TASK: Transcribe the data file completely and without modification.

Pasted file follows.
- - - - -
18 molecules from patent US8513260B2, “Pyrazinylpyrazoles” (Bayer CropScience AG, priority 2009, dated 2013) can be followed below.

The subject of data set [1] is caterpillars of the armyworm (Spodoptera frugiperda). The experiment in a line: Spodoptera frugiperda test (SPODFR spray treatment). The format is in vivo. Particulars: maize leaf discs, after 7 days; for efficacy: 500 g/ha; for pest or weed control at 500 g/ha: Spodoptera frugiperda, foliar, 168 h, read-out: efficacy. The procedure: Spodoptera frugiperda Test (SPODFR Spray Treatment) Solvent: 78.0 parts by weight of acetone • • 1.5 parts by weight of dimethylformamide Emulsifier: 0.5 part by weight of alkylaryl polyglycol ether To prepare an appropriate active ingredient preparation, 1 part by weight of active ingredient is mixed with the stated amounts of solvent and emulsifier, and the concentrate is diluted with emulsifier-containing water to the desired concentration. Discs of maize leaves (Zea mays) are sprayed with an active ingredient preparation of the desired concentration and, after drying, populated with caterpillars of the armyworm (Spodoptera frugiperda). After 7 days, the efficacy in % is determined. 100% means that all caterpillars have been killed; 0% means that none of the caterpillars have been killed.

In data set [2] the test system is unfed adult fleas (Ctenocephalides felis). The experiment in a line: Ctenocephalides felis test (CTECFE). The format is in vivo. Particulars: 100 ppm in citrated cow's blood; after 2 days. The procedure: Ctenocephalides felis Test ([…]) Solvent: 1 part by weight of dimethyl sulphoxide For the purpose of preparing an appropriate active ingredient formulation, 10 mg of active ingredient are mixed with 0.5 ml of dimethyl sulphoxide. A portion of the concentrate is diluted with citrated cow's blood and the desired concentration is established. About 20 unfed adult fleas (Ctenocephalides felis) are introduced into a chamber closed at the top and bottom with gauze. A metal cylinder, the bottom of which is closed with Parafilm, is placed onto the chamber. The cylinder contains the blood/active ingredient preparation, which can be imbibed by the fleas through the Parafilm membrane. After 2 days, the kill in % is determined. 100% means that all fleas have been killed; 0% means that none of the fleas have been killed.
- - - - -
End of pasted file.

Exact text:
18 molecules from patent US8513260B2, “Pyrazinylpyrazoles” (Bayer CropScience AG, priority 2009, dated 2013) can be followed below.

The subject of data set [1] is caterpillars of the armyworm (Spodoptera frugiperda). The experiment in a line: Spodoptera frugiperda test (SPODFR spray treatment). The format is in vivo. Particulars: maize leaf discs, after 7 days; for efficacy: 500 g/ha; for pest or weed control at 500 g/ha: Spodoptera frugiperda, foliar, 168 h, read-out: efficacy. The procedure: Spodoptera frugiperda Test (SPODFR Spray Treatment) Solvent: 78.0 parts by weight of acetone • • 1.5 parts by weight of dimethylformamide Emulsifier: 0.5 part by weight of alkylaryl polyglycol ether To prepare an appropriate active ingredient preparation, 1 part by weight of active ingredient is mixed with the stated amounts of solvent and emulsifier, and the concentrate is diluted with emulsifier-containing water to the desired concentration. Discs of maize leaves (Zea mays) are sprayed with an active ingredient preparation of the desired concentration and, after drying, populated with caterpillars of the armyworm (Spodoptera frugiperda). After 7 days, the efficacy in % is determined. 100% means that all caterpillars have been killed; 0% means that none of the caterpillars have been killed.

In data set [2] the test system is unfed adult fleas (Ctenocephalides felis). The experiment in a line: Ctenocephalides felis test (CTECFE). The format is in vivo. Particulars: 100 ppm in citrated cow's blood; after 2 days. The procedure: Ctenocephalides felis Test ([…]) Solvent: 1 part by weight of dimethyl sulphoxide For the purpose of preparing an appropriate active ingredient formulation, 10 mg of active ingredient are mixed with 0.5 ml of dimethyl sulphoxide. A portion of the concentrate is diluted with citrated cow's blood and the desired concentration is established. About 20 unfed adult fleas (Ctenocephalides felis) are introduced into a chamber closed at the top and bottom with gauze. A metal cylinder, the bottom of which is closed with Parafilm, is placed onto the chamber. The cylinder contains the blood/active ingredient preparation, which can be imbibed by the fleas through the Parafilm membrane. After 2 days, the kill in % is determined. 100% means that all fleas have been killed; 0% means that none of the fleas have been killed.